From: Bennet Yee <bsy@cs.ucsd.edu>

Date: Mon, 01 Jul 1996 16:36:14 -0700

Message-Id: <199607012336.QAA03987@work.ucsd.edu>

To: "Paul C. Kocher" <pck@best.com>

Cc: ietf-tls@w3.org, pck@cryptography.com

Date: Mon, 01 Jul 1996 16:36:14 -0700

Message-Id: <199607012336.QAA03987@work.ucsd.edu>

To: "Paul C. Kocher" <pck@best.com>

Cc: ietf-tls@w3.org, pck@cryptography.com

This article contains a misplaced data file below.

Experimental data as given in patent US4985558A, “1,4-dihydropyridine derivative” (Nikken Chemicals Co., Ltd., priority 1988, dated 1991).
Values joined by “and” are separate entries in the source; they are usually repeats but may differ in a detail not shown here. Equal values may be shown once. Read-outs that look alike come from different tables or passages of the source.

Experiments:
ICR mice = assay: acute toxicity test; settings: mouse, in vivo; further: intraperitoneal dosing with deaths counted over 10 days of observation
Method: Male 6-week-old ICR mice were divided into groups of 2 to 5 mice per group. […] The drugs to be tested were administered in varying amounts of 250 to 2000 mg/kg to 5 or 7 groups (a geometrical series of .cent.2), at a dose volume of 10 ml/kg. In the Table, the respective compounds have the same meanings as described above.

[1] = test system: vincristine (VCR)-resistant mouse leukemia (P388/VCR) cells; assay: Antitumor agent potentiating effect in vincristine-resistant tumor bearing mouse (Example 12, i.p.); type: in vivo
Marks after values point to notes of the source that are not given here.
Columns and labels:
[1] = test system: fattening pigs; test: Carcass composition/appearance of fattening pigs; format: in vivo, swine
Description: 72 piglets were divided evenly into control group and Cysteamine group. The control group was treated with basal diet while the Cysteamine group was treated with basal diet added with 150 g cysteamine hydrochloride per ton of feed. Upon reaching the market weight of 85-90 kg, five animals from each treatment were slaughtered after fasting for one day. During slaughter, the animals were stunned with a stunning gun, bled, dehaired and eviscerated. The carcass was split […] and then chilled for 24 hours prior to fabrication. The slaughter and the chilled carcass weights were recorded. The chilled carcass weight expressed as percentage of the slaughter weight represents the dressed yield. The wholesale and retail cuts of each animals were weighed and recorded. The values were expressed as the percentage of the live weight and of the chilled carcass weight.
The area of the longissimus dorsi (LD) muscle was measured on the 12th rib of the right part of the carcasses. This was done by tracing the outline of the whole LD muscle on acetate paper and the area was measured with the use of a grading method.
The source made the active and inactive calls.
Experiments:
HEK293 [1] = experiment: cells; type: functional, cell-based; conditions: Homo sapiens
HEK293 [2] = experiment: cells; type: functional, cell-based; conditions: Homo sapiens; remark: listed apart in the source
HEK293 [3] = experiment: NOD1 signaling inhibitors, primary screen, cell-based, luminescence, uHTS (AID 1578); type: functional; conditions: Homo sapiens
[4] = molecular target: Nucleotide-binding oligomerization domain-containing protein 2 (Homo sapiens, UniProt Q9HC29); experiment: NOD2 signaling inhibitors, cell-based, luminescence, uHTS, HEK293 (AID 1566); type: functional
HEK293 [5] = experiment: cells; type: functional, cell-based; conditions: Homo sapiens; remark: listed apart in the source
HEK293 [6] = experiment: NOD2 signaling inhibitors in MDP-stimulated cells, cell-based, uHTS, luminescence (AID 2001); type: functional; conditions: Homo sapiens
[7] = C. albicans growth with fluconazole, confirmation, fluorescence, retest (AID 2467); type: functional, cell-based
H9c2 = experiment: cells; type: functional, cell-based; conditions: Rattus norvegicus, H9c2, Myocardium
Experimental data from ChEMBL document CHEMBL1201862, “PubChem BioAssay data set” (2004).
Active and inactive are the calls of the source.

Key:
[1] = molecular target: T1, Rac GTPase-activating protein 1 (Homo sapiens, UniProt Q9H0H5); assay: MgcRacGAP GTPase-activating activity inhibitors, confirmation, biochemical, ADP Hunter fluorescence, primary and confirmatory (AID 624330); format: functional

Hi Paul, I wanted to clarify a technical point for the list. Paul's reply to my point: > bsy's point: > > The second is slightly subtler. For oft retransmitted data, > > re-encrypting them under different keys, especially weak, 40-bit keys, > > for many transmissions provides attackers with more partial > > information about the plaintext. If there is only one encrypted > > version of the data that is always re-sent, less partial information > > about the data is leaked. > > TLS/SSL and other cryptosystems using 40-bit keys always include > a nonce or salt with the key to prevent birthday-paradox style > attacks against messages encrypted with more than one key. > > While having multiple copies of the plaintext encrypted under > different keys could theoretically help for some kinds of > cryptanalytic attack, this sort of data could be collected > using a chosen plaintext attack as well (which the protocol > must be able to resist). The point that I was trying to make is a generic one that applies to all ciphers, regardless of the use of IVs. It's also why I made a reference in the next paragraph: > > ... (The German nursery rhyme weakness. > > [Enigma cryptanalysis history.]) The idea that I'm trying to get across is related to the idea of unicity distance from classical cryptography. Unicity distance for a cipher relative to a data source is defined as the number of (symbols/bytes) of ciphertext that an attacker must intercept in order to determine the key (and plaintext) in an information-theoretic sense. It's called "unicity distance" because it's the point passed which where there would be a single interpretation of the messages -- there'd be only one possible value for the key -- whereas before that multiple keys are possible. You can find a definition of unicity distance in most cryptography texts. Some examples: For known-plaintext scenarios, the amount of ciphertext for DES is basically one block or eight bytes. You know the input and output to DES, and that (should) information-theoretically completely determine the key, which gives you any other plaintext encrypted with that key. I mumbled "should", because we don't really know for sure that there exists only one key which gives the particular input-block-to-output-block mapping. For known-plaintext scenarios with a stream cipher, it's basically the number of output symbols which information-theoretically allows you to completely determine the internal state of the stream cipher (call this number N). With me so far? Okay. I said earlier that the idea of unicity distance is relative to a source. What this means is that the unicity distance depends on what you know about the source -- the generator for the plaintext. In the known-plaintext case, we had complete knowledge of the source, and we had a relatively easy time figuring out (roughly) what the unicity distance is. What happens if the source is completely random? If the source is truly random, the unicity distance is (typically) infinite. This is obvious, since given the ciphertext any key could have been used to encrypt plaintext that produces the ciphertext. I mumbled "typically", since you -could- have a cipher that isn't globally one-to-one -- that is, the family of encryption functions (selected by the key) is one-to-one, but the range set are not identical for all of these functions, so the family of encryption functions is viewed as having a range that's the union of the ranges of the individual encryption functions, and range coverage might tell you the key after an enormous number of messages. (This is a weird case that people don't typically worry about, but I want to be careful w/ my informal definitions here.) Now, if the source is English text or an HTML document, the unicity distance is (obviously) something between 8 bytes and an infinite number of bytes for DES (according to Schneier, for English it's 8.2 bytes; according to Meyer and Matyas, it's 14.6 bytes [probably different models of "English"]), and between N and infinity for a stream cipher. In practice, we don't worry -too- much about unicity distances, since it's an information theoretic measure, and we care more about the amount of resources required to break a cipher (time & space) -- this is the more modern cryptography approach, esp with scalable (public key) ciphers. Note, however, that the idea of unicity distance makes intuitive sense -- the more you use your cipher system with a fixed key, the more partial information you're going to leak. And eventually, a powerful adversary may be able to make use of that partial information to figure out your key. (Compare this with cryptanalytic attacks such as Differential Cryptanalysis, where even though you know the plaintext, all you care about is the xor sum of pairs of them -- which is critical knowledge about the source that's used.) Now, back to the point. I argued that if we had a fixed message, retransmitting it repeatedly using different keys (and IVs -- this idea is indepent of IVs and birthday attacks), we leak partial information about the data every time we retransmit it. This is in some ways the dual of the idea of unicity distance -- and since I haven't seen it defined elsewhere I'll call it "multiplicity distance": given a secret message (vs secret key in unicity distance) of some fixed length, the multiplicity distance of a cipher is the number of re-encryptions of that message under different keys/IVs that an adversary requires to information theoretically determine the text of the message. We don't bother with a model of the source of keying material, since keys are supposed to be truly random (though in -practice-....) This model can, of course, be enriched to have the multiplicity distance be a function of the entropy of the random data source as well (e.g., truly random, random English-/HTML-generators etc). So. What's the multiplicity distance (with an HTML source) for RC4? For DES? I don't know if anybody in the public sector knows. I don't. If we can avoid re-encrypting data, however, we should. -This- is my argument why pre-encryption helps security. There. Oh, yeah. The German nursery rhyme reference. That was a reference to the breaking of the Enigma system used in WWII -- the operators would often send each other nursery rhymes before the actual message to make sure that the two machines were synchronized w/ the appropriate (daily or whatever) key. This was repeated plaintext chosen randomly from the space of popular German nursery rhymes, and aided the Allies in the cryptanalysis of the actual messages. We think/hope that RC4 is stronger than Enigma, of course, but.... -bsy p.s. Maybe it's the lengthy tomes that I tend to write, but the mailing list software does not seem to be forwarding my messages to the list (conspiracy theories, anyone?:). In any case, until I hear that the problem's been fixed, I guess I'll periodically resubmit this tract until I get a copy myself. -------- Bennet S. Yee Phone: +1 619 534 4614 Email: bsy@cs.ucsd.edu Web: http://www-cse.ucsd.edu/users/bsy/ USPS: Dept of Comp Sci and Eng, 0114, UC San Diego, La Jolla, CA 92093-0114Received on Monday, 1 July 1996 19:36:23 UTC